WASHINGTON — The New Jersey Supreme Court will decide in coming months whether same-sex couples can marry in the state, with arguments in the case to take place in early January 2014.
In a Friday order, the court accepted the "direct certification" of the appeal, including taking over consideration of whether to put on hold the trial-court decision that would allow same-sex couples to begin marrying on October 21.
Following Judge Mary Jacobson's September ruling that New Jersey's civil unions law did not give same-sex couples in the state all of the benefits of marriage because the couples are not eligible for federal benefits linked to state marriage licenses, Gov. Chris Christie's administration asked the state Supreme Court to hear the appeal directly, rather than the case first going to the court of appeals. Christie's lawyers also asked Jacobson to put her ruling on hold, called a stay, while the appeal effort was ongoing.
On Thursday, Jacobson ruled that she would not grant a stay in the case during the appeal, which the Christie administration immediately appealed.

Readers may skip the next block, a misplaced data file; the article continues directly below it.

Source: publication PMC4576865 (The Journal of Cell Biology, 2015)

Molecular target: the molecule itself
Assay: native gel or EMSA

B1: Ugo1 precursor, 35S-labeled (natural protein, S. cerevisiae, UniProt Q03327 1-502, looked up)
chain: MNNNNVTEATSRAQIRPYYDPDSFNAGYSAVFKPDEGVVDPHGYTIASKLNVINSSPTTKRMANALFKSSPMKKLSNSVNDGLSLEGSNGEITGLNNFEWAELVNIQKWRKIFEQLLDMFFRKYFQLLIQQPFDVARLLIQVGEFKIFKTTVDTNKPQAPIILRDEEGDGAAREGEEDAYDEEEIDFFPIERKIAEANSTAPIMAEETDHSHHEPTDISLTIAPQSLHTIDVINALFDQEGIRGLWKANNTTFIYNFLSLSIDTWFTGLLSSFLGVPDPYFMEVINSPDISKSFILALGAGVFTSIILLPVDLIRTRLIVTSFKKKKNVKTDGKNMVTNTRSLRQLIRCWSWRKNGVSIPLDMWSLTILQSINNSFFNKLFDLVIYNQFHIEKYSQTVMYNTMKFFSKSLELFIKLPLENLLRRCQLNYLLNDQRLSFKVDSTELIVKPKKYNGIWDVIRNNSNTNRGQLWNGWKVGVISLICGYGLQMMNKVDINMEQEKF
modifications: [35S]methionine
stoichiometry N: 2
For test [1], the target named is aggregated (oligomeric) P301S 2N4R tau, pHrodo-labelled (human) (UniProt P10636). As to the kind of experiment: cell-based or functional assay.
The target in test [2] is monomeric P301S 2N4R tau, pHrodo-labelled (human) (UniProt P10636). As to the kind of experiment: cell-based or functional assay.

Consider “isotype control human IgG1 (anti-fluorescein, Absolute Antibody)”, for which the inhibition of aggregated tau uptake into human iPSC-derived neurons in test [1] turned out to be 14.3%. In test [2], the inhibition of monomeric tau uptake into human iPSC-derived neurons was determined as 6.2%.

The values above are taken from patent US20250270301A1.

The state Supreme Court in Friday's order both accepted the direct certification of the appeal and took over consideration of the stay request before the appeals court. The stay matter, per an earlier timeline set by the appeals court and adopted by the state Supreme Court, is expected to be resolved before the October 21 deadline set by Jacobson.
Under that appeals court schedule, the Christie administration had to file its arguments in support of the stay Friday and the plaintiffs will have to file their arguments in opposition to the stay by 9 a.m. Tuesday.
Under Friday's order by the state Supreme Court, the briefing on the marriage question itself will take place over the month of November and into the beginning of December, with the oral arguments to be set "for the session of January 6-7, 2014."
Chris Geidner is a Supreme Court correspondent for BuzzFeed News and is based in Washington, DC.
Contact Chris Geidner at email@example.com.
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